China has created a tech-focused stock exchange. The Shanghai Stock Exchange’s Science and Technology Innovation board, popularly called STAR, launched this week with 25 companies. The companies surged on average of 140% with one (Anji Microelectronics Technology) hitting 400%. Through STAR, China has created a small equivalent of NASDAQ, a U.S.-based stock exchange that is largely dominated by technology companies. Possibly, through this experiment, China can keep its leading tech companies like Alibaba (which trades in U.S.) to list at home.
Beijing hopes STAR, which has strong backing from Chinese president Xi Jinping, will emulate—and eventually compete with—the Nasdaq in fostering innovative startups. It has long been a source of irritation to China’s leaders that the nation’s hottest tech companies—including Alibaba Group, Tencent, Baidu, and smartphone maker Xiaomi—have opted to float shares in the United States or Hong Kong and largely ignored exchanges in Shanghai and Shenzhen.
One reason for STAR’s giddy opening: regulators exempted it from a rule that limits first-day gains on exchanges in Shenzhen and Shanghai to no more than 44%, although after the first five days of trading, daily price changes will be limited to no more than 20% up or down. STAR’s intraday circuit-breakers are wider, as well. Even so, several companies triggered them within minutes of Monday’s opening.
Yet, the most important thing about STAR is not creating an equivalent for local companies but making it easier for these companies to trade. So, China which would not have typically allowed unprofitable companies like Lyft and Uber to trade would accommodate them via STAR; the Shenzhen and Shanghai exchanges admit only profitable entities. Of course, in this age where market share is strategic, many digital companies sacrifice profitability for growth. When they assume that pole position under the winner-takes-all network effect, they can then map the profitability roadmap.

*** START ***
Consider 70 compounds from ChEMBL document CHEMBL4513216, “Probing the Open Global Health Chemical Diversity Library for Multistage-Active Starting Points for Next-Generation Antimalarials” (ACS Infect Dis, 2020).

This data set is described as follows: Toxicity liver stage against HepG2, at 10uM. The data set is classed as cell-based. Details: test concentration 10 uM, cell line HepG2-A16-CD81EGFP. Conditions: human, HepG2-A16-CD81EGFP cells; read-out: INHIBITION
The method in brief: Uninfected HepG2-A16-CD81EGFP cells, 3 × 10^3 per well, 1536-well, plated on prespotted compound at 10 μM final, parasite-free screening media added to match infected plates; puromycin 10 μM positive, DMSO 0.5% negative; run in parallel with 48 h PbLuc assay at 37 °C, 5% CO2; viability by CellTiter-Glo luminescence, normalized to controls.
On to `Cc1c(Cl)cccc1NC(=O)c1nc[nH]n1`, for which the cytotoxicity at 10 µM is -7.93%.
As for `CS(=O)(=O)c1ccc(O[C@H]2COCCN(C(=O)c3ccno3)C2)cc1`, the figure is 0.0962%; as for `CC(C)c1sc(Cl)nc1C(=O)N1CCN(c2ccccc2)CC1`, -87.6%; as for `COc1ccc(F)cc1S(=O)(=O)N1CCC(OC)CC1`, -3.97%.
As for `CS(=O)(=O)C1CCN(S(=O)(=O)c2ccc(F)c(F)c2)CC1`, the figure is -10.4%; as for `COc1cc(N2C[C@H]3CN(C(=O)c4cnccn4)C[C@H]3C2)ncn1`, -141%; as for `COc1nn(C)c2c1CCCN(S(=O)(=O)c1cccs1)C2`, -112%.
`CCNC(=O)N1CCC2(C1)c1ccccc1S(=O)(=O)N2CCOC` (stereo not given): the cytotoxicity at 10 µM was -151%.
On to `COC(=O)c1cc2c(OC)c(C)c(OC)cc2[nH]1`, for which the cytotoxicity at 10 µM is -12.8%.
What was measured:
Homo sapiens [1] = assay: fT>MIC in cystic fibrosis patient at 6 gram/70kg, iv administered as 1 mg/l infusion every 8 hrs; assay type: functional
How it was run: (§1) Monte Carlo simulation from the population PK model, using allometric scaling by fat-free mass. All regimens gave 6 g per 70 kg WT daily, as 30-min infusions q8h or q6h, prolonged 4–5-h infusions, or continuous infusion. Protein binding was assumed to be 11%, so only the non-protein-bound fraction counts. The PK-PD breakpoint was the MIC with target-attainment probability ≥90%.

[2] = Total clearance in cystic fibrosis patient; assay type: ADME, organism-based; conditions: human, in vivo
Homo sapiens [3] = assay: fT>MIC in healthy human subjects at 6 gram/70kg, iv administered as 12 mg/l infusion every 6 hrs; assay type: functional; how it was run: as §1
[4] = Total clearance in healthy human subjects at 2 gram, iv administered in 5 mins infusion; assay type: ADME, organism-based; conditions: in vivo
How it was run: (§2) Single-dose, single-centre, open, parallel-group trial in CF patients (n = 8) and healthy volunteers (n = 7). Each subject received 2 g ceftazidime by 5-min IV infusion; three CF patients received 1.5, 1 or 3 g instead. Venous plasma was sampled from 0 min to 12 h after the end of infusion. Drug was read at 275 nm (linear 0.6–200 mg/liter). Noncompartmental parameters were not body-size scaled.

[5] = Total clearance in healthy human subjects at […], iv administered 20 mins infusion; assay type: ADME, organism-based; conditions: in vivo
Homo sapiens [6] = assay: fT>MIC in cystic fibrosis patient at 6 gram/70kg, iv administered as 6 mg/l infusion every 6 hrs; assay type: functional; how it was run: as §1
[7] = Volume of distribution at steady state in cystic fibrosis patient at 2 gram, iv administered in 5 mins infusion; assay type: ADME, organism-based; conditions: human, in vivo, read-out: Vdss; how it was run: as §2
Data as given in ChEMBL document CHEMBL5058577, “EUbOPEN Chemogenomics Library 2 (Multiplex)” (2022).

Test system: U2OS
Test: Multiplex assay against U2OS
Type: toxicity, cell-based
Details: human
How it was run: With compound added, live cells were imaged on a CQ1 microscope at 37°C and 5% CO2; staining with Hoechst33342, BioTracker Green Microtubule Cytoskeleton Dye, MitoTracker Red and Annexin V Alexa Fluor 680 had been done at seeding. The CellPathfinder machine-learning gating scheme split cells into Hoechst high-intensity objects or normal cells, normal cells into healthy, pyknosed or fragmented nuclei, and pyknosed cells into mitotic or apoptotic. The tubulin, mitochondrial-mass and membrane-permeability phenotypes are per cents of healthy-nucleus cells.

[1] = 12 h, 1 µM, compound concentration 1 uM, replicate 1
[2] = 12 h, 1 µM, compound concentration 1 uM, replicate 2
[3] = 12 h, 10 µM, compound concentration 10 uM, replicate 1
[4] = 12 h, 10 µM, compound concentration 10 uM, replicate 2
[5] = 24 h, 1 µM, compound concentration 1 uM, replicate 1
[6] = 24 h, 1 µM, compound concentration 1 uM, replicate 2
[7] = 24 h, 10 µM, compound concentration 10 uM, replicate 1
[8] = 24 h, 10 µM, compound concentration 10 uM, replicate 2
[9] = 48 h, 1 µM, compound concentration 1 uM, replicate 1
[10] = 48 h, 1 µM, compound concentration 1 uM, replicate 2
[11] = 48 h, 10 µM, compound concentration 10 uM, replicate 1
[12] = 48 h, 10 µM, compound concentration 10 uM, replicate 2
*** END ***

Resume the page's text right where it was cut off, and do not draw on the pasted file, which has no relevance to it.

Other STAR market rules are meant to make it easier for tech companies to raise capital for growth and investment. Unlike exchanges in Shenzhen and Shanghai, STAR doesn’t bar unprofitable companies, nor does it require companies to receive government approval to be listed. Moreover, the new market imposes no limit on the ratio of a share price to a company’s earnings at the time of listing. For some STAR companies, price-to-earnings ratios exceed 150.
The Nigerian Stock Exchange needs something that will be designed for promising technology companies in Nigeria. We want to see the likes of Paystack, Kobo360, Flutterwave and others list, at least their Nigerian entities, in Nigeria, within a new bourse that will accommodate their peculiarities. Simply, NSE needs Nigeria’s equivalent of STAR.
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